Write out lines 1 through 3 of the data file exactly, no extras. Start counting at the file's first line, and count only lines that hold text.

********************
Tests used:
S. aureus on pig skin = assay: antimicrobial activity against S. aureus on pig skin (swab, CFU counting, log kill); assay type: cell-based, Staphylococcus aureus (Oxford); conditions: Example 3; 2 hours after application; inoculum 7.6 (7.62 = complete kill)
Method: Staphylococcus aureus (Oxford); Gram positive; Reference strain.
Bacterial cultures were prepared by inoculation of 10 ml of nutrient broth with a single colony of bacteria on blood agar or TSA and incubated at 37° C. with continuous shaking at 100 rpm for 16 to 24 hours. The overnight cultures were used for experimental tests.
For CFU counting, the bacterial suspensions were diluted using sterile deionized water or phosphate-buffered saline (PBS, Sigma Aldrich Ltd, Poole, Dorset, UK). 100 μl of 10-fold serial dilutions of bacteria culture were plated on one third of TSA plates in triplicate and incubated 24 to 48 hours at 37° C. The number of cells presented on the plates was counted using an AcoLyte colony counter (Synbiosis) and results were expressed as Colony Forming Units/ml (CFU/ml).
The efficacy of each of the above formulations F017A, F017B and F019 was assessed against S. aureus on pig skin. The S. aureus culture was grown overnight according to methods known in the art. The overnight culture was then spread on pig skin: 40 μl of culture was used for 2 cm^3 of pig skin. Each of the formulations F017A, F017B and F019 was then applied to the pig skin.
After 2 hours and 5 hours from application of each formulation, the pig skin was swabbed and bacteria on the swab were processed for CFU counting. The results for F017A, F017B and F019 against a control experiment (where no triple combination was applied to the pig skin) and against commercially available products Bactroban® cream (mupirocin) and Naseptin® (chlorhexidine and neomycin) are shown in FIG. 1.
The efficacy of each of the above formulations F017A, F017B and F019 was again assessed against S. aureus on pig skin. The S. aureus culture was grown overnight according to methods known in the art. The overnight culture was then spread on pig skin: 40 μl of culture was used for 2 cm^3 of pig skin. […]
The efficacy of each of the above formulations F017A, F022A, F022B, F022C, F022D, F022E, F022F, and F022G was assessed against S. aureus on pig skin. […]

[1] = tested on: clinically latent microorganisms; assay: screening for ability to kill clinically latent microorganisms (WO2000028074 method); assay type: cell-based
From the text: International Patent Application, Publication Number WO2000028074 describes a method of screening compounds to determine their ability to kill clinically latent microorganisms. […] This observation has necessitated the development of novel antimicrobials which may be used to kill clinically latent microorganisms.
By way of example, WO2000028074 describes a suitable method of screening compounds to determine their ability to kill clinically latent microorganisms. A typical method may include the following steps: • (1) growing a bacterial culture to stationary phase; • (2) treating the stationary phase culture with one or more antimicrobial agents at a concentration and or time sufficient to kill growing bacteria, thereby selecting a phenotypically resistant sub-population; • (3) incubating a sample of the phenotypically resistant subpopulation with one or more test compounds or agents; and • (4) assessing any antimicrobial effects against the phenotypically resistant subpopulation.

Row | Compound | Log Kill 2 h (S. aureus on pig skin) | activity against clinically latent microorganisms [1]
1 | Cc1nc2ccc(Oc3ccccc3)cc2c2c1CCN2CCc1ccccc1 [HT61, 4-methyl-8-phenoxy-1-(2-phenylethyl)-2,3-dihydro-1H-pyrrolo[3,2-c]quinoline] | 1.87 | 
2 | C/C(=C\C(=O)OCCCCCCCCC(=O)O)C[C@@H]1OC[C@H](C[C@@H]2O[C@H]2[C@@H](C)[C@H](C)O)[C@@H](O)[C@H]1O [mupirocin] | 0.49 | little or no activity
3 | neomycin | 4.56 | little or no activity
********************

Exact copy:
Tests used:
S. aureus on pig skin = assay: antimicrobial activity against S. aureus on pig skin (swab, CFU counting, log kill); assay type: cell-based, Staphylococcus aureus (Oxford); conditions: Example 3; 2 hours after application; inoculum 7.6 (7.62 = complete kill)
Method: Staphylococcus aureus (Oxford); Gram positive; Reference strain.